After the good fare had been done ample justice to, thanks were returned, after which a distribution of sweet meats took place, generously supplied by Mr. Journeaux. The company were next invited by Mr. Hunt to visit the private gardens of the place, and inspect the conservatory and magnificent collection of green house and exotic plants, which the gardens contain, and having proceeded thither, they formed themselves under the shade of a splendid elm whose foliage overhangs the sidewall, into a large group, when the Rev James Wilson gave out the hymn, "How sweet the name of Jesus sounds in a believer's ear," from the Rev Denham Smith's "Times of Refreshing," and which was sung by the ladies and gentlemen of the committee and visitors from Limerick, the sounds of which reverberated through the air, with a delightful harmony. Then in response, the Norwegians intoned a hymn in the Norse tongue, at the termination of which the Rev Mr Blewett, of Kilkishen, offered up a prayer. Then Mr. Wilson gave out another hymn, "Shall we ever all meet again," from the Rev Denham Smith's collection, at the conclusion of which he engaged in prayer. The Captain of the Hannah Parr next read in Norse, for the company, the 53rd chapter of Isaiah, and part of the 5th chapter of Romans, and another hymn sung in Norse concluded the religious service. The company having been shewn every object of interest by Mr. O'Ferrall, the gardener, whose courteous attention to them was complimentarily observed, the guests next proceeded to the front of the house, the grounds around which, so beautifully laid out, added to the pleasures they enjoyed throughout the day. Here there were a number of ladies and gentlemen who came there to join in the festivity, amongst whom were--J. Scott, Esq., D.L., and party; Mr. and Miss Ryan, Ballykeough; Mr. Mrs. and Miss Barrington, George-street; Mr. W. G. Gubbins, Mr. G. F. Hare, Mr. J. W. Gubbins, Mr. Gabbett, Caherline. Then the Rev. James Wilson gave a parting hymn, quite in keeping with the occasion, which contains the following appropriate chorus--

    "We'll stem the storm, it won't last long;
    We'll anchor by-and-by,
    In the haven of eternal rest,
    With Jesus ever nigh."

    Then the entire party retired by the way they entered, through the Lisnagry gate, escorted by the gamekeeper and workmen on the estate, who bid them an affectionate farewell, and having proceeded to the station house, a special train was in waiting, into which they entered, and returned to town, after enjoying a very pleasant day. On the arrival of the train in Limerick at six o'clock, the excursionists bid good bye to their hosts, acknowledging their attention with the warmest shake of the hand, and headed by the captain and doctor they proceeded in procession to their ship, bearing in their minds a remembrance of how they have been entertained in Limerick, and which, no doubt, they will fondly cherish at the other side of the Atlantic.

    The Rev. J. Walsh begs to inform the subscribers to the Norwegian Emigrants' Gift Fund that he has this day handed the amount, £30 5s., to the captain, doctor, and first mate of the Hannah Parr, who have kindly undertaken to distribute it among the poorer families of the emigrants on the arrival of the vessel at Quebec. The above named trustees have given Mr Welsh a receipt for the amount, with an engagement that they will distribute it as requested. Contributions not previously acknowledged: Mr. Richard Gabbett, 10s; Rev W F Maunsell, Rev R Murphy, Mrs. Keating, James Fife, Samuel Burkitt, M Phipps, James Hogg, J Norton, W H White, G H, 5 s each; T Trousdell, T Fosbery, P Butler, 3s each; Rev. E Massey, Ralph Westropp, Mathew Christy, 2s 6d each, Ralph Gallway, G Spaight, 1s each.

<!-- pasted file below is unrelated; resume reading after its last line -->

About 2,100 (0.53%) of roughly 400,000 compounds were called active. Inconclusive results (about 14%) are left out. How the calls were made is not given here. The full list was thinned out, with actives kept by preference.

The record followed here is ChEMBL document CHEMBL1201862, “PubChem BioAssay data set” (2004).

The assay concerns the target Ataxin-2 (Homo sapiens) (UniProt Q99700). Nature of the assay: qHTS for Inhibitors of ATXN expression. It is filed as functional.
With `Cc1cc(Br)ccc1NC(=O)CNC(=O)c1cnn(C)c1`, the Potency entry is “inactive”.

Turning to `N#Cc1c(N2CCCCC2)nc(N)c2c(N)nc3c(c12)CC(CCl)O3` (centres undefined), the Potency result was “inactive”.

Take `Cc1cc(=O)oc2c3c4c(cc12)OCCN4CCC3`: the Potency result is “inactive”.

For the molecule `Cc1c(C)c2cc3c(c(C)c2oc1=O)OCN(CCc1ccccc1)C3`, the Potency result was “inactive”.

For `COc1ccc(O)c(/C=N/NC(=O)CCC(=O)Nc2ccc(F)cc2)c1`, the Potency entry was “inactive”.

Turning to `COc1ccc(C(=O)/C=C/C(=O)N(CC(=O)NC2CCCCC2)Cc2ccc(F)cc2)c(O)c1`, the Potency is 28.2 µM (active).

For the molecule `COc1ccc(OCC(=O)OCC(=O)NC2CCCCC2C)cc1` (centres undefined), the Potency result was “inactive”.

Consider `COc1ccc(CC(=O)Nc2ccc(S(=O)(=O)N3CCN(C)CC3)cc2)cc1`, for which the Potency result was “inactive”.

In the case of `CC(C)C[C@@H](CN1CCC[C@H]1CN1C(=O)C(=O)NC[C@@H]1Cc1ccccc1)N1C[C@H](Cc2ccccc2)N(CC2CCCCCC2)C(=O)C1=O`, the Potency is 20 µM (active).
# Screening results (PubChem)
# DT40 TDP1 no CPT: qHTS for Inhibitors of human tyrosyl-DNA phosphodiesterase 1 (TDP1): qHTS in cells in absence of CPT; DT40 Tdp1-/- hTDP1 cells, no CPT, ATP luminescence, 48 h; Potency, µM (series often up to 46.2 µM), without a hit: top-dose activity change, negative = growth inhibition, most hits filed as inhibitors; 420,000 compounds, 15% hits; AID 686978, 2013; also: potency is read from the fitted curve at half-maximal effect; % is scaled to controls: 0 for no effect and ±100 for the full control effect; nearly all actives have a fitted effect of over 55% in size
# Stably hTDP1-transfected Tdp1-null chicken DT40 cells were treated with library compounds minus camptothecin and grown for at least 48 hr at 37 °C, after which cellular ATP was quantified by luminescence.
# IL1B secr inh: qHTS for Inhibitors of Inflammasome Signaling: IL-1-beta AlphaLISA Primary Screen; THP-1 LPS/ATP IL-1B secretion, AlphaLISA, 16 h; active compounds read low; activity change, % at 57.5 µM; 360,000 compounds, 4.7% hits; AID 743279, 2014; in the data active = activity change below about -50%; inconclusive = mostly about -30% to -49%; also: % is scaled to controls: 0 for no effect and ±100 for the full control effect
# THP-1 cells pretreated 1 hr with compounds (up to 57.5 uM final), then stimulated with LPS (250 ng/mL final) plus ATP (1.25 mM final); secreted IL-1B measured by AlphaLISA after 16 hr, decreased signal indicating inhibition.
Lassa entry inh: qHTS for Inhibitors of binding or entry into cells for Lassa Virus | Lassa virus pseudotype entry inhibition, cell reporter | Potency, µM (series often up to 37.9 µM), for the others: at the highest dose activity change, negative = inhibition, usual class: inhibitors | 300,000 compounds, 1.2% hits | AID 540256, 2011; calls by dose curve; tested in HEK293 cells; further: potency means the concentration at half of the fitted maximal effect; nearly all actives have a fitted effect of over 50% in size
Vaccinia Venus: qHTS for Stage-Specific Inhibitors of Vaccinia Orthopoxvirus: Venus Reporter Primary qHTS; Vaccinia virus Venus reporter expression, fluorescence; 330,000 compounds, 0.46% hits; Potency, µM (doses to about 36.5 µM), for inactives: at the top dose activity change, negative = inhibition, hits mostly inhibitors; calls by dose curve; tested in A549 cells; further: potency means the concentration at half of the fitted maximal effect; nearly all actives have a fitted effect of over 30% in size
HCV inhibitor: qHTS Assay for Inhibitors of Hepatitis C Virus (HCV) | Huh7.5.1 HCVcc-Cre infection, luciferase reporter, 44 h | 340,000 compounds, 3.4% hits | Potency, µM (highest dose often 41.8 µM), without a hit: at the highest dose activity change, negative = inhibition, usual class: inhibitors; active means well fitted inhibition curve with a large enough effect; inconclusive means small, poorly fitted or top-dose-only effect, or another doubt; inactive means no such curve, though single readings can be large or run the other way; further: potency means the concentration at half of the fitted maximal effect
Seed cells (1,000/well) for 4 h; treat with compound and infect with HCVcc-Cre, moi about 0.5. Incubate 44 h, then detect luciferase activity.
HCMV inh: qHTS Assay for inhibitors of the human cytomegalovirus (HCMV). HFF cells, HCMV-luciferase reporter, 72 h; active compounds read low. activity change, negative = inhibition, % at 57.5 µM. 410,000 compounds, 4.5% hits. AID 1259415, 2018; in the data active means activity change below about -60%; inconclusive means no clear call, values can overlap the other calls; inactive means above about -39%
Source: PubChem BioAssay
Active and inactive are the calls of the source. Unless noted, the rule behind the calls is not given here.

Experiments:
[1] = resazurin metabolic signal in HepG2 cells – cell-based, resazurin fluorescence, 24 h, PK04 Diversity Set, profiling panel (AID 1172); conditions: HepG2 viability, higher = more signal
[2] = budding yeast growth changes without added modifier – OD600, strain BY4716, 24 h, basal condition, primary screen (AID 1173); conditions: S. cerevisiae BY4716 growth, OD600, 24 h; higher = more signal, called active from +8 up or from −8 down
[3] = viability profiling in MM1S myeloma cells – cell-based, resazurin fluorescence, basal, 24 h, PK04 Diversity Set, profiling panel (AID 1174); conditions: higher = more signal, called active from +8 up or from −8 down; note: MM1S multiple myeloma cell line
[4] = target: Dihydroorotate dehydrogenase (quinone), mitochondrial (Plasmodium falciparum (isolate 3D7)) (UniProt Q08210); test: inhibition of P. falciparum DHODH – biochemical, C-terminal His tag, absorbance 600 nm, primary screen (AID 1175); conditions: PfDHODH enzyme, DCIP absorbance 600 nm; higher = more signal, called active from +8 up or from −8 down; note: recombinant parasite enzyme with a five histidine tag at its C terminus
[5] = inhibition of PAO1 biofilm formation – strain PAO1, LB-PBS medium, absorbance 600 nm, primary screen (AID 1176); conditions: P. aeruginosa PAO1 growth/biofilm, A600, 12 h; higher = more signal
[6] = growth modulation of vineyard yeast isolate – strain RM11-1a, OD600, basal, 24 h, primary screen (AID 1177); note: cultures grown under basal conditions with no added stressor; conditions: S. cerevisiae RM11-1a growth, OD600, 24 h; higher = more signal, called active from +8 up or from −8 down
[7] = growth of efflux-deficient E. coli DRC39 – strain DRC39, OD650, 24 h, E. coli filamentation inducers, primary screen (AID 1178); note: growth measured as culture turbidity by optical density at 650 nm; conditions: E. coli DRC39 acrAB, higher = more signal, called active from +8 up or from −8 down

Tuesday Evening, June 9. 1968.
    DEPARTURE OF THE "HANNAH PARR." On this morning about eight o'clock this emigrant ship left the dock, and was towed down the river amid the farewell cheers of the crowd of citizens who thronged the pier, that were warmly responded to by the crew and passengers, and which were continued on either side till the vessel had passed beyond Barrington's Quay. The interest felt by our fellow citizens in the Norwegian emigrants was of an exceptional nature, and calculated to arouse the sympathies of generous hearts. Strangers in this city, unacquainted with our language and institutions--driven by a storm to take shelter in this port, and compelled to remain here for weeks before they could leave for their destined home--all those circumstances combined to create on behalf of these helpless travellers, [sic] those feelings of commiseration which have been particularly given expression to by the leading citizens of Limerick, and even by the populace, for their orderly and unobtrusive demeanour, as they walked in groups through the streets, or rambled into the suburbs to enjoy the surrounding scenery was such as to heighten and intensify that respect at first entertained for our temporary sojourners. There was but the one opinion generally expressed as to their conduct during their stay in portthat those natives of a northern region were a credit to the land that gave them birth, and the monarch whose subjects they were.